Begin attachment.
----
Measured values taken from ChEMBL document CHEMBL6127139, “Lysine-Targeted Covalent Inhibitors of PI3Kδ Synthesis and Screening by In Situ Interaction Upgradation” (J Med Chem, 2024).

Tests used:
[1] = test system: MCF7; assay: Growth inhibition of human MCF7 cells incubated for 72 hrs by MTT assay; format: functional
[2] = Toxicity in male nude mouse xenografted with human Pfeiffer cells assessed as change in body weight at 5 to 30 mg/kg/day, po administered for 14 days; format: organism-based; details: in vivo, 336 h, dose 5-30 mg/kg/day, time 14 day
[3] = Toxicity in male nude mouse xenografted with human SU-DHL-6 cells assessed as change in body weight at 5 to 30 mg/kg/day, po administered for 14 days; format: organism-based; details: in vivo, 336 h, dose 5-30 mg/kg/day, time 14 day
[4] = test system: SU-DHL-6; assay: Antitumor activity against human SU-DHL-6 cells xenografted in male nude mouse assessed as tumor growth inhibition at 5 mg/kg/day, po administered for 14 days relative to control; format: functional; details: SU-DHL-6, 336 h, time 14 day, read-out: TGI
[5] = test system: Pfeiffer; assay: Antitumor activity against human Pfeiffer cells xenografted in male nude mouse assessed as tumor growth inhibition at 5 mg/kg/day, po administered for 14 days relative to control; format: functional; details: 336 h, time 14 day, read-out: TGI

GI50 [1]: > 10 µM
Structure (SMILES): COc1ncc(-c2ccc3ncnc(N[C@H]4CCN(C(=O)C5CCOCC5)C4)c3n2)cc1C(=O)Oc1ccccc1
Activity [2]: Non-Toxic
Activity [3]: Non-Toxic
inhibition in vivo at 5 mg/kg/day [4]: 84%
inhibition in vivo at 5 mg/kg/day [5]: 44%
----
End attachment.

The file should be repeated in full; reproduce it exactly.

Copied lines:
Measured values taken from ChEMBL document CHEMBL6127139, “Lysine-Targeted Covalent Inhibitors of PI3Kδ Synthesis and Screening by In Situ Interaction Upgradation” (J Med Chem, 2024).

Tests used:
[1] = test system: MCF7; assay: Growth inhibition of human MCF7 cells incubated for 72 hrs by MTT assay; format: functional
[2] = Toxicity in male nude mouse xenografted with human Pfeiffer cells assessed as change in body weight at 5 to 30 mg/kg/day, po administered for 14 days; format: organism-based; details: in vivo, 336 h, dose 5-30 mg/kg/day, time 14 day
[3] = Toxicity in male nude mouse xenografted with human SU-DHL-6 cells assessed as change in body weight at 5 to 30 mg/kg/day, po administered for 14 days; format: organism-based; details: in vivo, 336 h, dose 5-30 mg/kg/day, time 14 day
[4] = test system: SU-DHL-6; assay: Antitumor activity against human SU-DHL-6 cells xenografted in male nude mouse assessed as tumor growth inhibition at 5 mg/kg/day, po administered for 14 days relative to control; format: functional; details: SU-DHL-6, 336 h, time 14 day, read-out: TGI
[5] = test system: Pfeiffer; assay: Antitumor activity against human Pfeiffer cells xenografted in male nude mouse assessed as tumor growth inhibition at 5 mg/kg/day, po administered for 14 days relative to control; format: functional; details: 336 h, time 14 day, read-out: TGI

GI50 [1]: > 10 µM
Structure (SMILES): COc1ncc(-c2ccc3ncnc(N[C@H]4CCN(C(=O)C5CCOCC5)C4)c3n2)cc1C(=O)Oc1ccccc1
Activity [2]: Non-Toxic
Activity [3]: Non-Toxic
inhibition in vivo at 5 mg/kg/day [4]: 84%
inhibition in vivo at 5 mg/kg/day [5]: 44%